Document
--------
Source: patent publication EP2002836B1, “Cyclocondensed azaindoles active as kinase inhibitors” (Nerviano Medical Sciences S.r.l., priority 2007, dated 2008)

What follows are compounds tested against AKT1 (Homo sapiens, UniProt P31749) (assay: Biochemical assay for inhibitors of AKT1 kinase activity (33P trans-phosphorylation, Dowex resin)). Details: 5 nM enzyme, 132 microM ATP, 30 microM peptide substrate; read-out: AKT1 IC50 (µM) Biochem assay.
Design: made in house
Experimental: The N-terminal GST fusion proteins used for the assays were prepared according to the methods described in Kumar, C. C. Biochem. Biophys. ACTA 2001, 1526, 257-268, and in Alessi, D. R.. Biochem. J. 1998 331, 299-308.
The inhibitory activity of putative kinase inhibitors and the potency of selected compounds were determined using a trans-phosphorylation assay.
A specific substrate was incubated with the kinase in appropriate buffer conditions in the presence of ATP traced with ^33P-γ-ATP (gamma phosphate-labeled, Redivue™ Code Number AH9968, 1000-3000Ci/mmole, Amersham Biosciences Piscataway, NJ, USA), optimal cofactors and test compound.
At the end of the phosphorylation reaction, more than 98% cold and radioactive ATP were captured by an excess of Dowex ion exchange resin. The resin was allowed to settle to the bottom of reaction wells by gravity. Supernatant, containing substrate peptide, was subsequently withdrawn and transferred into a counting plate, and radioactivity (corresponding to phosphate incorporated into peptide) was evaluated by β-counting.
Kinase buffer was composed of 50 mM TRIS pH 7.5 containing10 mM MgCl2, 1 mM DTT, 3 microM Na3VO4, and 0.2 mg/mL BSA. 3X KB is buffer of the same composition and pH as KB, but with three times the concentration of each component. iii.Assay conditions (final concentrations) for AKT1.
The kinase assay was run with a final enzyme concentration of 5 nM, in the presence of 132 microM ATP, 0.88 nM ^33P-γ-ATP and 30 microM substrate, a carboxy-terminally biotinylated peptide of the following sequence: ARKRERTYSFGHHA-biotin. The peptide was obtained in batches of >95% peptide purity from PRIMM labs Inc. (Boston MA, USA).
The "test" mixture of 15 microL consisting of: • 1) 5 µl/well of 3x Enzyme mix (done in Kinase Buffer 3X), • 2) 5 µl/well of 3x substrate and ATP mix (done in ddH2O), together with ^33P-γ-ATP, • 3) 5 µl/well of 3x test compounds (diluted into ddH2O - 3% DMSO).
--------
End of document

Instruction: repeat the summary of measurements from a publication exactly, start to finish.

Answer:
Source: patent publication EP2002836B1, “Cyclocondensed azaindoles active as kinase inhibitors” (Nerviano Medical Sciences S.r.l., priority 2007, dated 2008)

What follows are compounds tested against AKT1 (Homo sapiens, UniProt P31749) (assay: Biochemical assay for inhibitors of AKT1 kinase activity (33P trans-phosphorylation, Dowex resin)). Details: 5 nM enzyme, 132 microM ATP, 30 microM peptide substrate; read-out: AKT1 IC50 (µM) Biochem assay.
Design: made in house
Experimental: The N-terminal GST fusion proteins used for the assays were prepared according to the methods described in Kumar, C. C. Biochem. Biophys. ACTA 2001, 1526, 257-268, and in Alessi, D. R.. Biochem. J. 1998 331, 299-308.
The inhibitory activity of putative kinase inhibitors and the potency of selected compounds were determined using a trans-phosphorylation assay.
A specific substrate was incubated with the kinase in appropriate buffer conditions in the presence of ATP traced with ^33P-γ-ATP (gamma phosphate-labeled, Redivue™ Code Number AH9968, 1000-3000Ci/mmole, Amersham Biosciences Piscataway, NJ, USA), optimal cofactors and test compound.
At the end of the phosphorylation reaction, more than 98% cold and radioactive ATP were captured by an excess of Dowex ion exchange resin. The resin was allowed to settle to the bottom of reaction wells by gravity. Supernatant, containing substrate peptide, was subsequently withdrawn and transferred into a counting plate, and radioactivity (corresponding to phosphate incorporated into peptide) was evaluated by β-counting.
Kinase buffer was composed of 50 mM TRIS pH 7.5 containing10 mM MgCl2, 1 mM DTT, 3 microM Na3VO4, and 0.2 mg/mL BSA. 3X KB is buffer of the same composition and pH as KB, but with three times the concentration of each component. iii.Assay conditions (final concentrations) for AKT1.
The kinase assay was run with a final enzyme concentration of 5 nM, in the presence of 132 microM ATP, 0.88 nM ^33P-γ-ATP and 30 microM substrate, a carboxy-terminally biotinylated peptide of the following sequence: ARKRERTYSFGHHA-biotin. The peptide was obtained in batches of >95% peptide purity from PRIMM labs Inc. (Boston MA, USA).
The "test" mixture of 15 microL consisting of: • 1) 5 µl/well of 3x Enzyme mix (done in Kinase Buffer 3X), • 2) 5 µl/well of 3x substrate and ATP mix (done in ddH2O), together with ^33P-γ-ATP, • 3) 5 µl/well of 3x test compounds (diluted into ddH2O - 3% DMSO).